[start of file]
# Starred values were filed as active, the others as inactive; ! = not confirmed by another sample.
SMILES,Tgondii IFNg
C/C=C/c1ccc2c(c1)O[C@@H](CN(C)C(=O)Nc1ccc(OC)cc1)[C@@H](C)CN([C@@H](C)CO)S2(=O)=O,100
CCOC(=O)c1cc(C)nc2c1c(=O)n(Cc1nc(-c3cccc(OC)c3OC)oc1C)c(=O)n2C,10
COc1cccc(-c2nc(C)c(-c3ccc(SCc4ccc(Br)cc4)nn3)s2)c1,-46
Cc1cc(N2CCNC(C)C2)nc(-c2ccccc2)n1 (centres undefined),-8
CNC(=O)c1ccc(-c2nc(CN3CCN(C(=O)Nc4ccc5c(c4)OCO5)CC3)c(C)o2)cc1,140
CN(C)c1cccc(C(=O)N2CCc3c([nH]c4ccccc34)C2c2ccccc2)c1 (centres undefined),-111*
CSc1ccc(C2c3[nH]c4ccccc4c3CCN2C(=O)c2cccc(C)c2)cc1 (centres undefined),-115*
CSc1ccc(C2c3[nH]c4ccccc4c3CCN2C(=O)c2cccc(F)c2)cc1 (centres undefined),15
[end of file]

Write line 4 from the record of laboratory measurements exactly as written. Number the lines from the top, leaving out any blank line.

CCOC(=O)c1cc(C)nc2c1c(=O)n(Cc1nc(-c3cccc(OC)c3OC)oc1C)c(=O)n2C,10